Che “Rhymefest” Smith has dominated many different fields. He won a Grammy for his work on Kanye West’s song “Jesus Walks,” and is nominated again this year for the song “New Slave,” also performed by West. He co-founded the youth program Donda’s House that focuses on the arts, health and wellness, and literature. Smith also ran for 20th ward alderman in 2011. Now, Smith has his own radio talk show on WVON 1690AM on Mondays from 6:00-9:00 pm, where he will discuss politics and social issues facing the Chicago community. We talk with him about his career, nonprofit work and the new show.
Read an interview with Smith and view a slideshow behind the scenes of his radio show.
You have a new radio show called “Speak Up.” How did this idea come about?
It came about because one of the things I found in our communities is that people complain about problems, but they don’t complain to the right people or look for solutions. It is about examining the “who” and the “what,” and examining the “how” – how to fix some of these issues.
What is the format?
It is a call-in format with some investigative elements. We are creating partnerships with the Tribune and Sun-Times to follow where money goes and where money comes to build things, how is it used and why communities look the way they do if we have grants and TIF funds. Where is it all really going?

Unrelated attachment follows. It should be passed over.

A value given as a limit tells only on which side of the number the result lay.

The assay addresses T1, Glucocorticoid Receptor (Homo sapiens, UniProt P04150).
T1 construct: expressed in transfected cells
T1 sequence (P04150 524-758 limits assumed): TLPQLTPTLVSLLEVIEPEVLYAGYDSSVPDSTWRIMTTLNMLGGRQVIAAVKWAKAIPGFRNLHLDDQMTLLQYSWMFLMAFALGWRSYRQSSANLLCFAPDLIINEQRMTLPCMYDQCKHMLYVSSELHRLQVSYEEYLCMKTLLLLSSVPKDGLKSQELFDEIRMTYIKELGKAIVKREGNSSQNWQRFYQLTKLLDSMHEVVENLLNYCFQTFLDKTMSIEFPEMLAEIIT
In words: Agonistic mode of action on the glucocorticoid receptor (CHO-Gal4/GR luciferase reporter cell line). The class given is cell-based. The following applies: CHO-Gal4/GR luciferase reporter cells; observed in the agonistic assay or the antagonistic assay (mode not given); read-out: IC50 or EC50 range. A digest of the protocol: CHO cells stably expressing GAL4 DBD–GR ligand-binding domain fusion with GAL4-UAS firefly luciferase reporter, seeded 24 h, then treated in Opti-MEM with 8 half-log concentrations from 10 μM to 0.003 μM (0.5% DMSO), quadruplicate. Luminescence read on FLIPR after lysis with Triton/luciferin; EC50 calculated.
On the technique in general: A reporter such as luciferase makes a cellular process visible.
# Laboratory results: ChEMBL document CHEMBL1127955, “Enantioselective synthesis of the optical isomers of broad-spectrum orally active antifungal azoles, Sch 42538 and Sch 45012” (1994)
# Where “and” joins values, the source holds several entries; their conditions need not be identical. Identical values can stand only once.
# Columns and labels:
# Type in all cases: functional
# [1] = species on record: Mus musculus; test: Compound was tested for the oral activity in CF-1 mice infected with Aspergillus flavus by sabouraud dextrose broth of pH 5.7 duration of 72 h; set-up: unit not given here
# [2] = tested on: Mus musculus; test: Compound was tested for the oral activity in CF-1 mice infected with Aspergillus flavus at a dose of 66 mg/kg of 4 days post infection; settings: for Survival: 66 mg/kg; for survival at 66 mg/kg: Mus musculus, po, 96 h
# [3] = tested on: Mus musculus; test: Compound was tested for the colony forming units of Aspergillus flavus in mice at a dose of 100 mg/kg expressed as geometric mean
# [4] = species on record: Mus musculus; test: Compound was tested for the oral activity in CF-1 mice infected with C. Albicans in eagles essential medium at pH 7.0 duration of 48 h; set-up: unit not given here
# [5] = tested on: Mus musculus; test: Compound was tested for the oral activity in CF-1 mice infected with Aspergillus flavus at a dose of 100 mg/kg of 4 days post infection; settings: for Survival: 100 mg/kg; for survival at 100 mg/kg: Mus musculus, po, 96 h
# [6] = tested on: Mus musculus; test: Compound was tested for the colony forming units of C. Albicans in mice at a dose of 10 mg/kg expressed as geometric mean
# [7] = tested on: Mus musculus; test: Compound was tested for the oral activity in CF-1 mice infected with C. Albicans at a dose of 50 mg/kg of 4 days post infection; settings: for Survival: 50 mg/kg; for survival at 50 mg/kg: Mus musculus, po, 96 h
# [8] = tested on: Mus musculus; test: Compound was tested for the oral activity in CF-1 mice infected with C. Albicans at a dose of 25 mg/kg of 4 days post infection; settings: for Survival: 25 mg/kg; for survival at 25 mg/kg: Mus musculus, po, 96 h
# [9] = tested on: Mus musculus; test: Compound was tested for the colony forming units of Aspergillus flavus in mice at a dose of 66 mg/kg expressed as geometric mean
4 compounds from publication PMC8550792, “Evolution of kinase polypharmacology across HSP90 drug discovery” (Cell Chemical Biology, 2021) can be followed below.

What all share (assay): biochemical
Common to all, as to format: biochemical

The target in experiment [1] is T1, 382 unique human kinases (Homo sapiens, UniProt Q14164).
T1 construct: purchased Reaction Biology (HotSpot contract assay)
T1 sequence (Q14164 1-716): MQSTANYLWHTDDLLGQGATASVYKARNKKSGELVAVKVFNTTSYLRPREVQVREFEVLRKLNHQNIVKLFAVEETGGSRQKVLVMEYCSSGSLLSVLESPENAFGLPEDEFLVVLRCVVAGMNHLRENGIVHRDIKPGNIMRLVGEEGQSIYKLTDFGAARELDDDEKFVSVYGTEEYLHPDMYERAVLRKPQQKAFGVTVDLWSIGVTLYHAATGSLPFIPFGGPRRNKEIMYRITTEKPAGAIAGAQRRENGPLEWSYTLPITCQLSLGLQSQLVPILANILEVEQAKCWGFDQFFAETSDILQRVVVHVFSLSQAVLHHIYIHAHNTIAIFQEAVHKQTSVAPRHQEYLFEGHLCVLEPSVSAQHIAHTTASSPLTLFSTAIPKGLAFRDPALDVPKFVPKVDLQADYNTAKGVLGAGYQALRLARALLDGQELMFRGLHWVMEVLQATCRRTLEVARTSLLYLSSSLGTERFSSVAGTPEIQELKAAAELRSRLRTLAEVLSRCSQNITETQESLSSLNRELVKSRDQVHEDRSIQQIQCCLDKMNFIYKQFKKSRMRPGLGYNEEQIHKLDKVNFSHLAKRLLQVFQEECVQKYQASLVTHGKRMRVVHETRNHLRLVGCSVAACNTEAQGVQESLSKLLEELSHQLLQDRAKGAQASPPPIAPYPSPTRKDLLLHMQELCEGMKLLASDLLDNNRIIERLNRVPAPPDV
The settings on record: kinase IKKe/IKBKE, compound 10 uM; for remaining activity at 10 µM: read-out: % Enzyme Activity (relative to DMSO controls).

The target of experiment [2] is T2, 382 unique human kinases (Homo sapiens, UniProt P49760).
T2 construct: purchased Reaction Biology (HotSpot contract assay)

What issues are covered on the show?
It’s general. We will be focusing on political and social issues, some entertainment issues. Next week, we are having a show on the violence in rap music. We will have Chicago hip-hop artists Common and Lupe Fiasco on the show to talk about bridging the gap between kids and adults. This is what kids are listening to and what you can do to be involved.
Your first show was January 6?
It was Monday; it went well. We spoke to a group called Detroit 300, which is a guardian angel-type group that aids the police to find criminals - perpetrators who hurt women and children, that kind of thing. Could we get community action groups in Chicago to fight crime like that?
What are your thoughts on current Chicago politics?
I think voters are as apathetic as they have ever been. People have given up. People say: “I don’t like Mayor Emanuel’s policies but there is no one else to challenge him so we will vote for him again.” People have gotten so mired down. One example: I had to get on a payment plan just to deal with all my parking tickets from the city. What about minimum wage earners? How do they deal with this? People are not even thinking politics, they are thinking survival. Voters are so depressed that crooked politicians are able to stay where they are and continue abusing the system.
I think politicians are doing what they can. The problem is that when we talk about gang violence or the murder rate, it’s not their job. It’s the community’s responsibility. For instance, the Detroit 300, unless the people in the communities and the families of victims stand up and we all unite, there is no amount of money or any politician who can solve the problem. The only thing I rely on politicians for is to ease the burden. The speed cameras – what is the reason for these? Show me the data and the accidents that resulted in a camera being up. I look to them to be fair.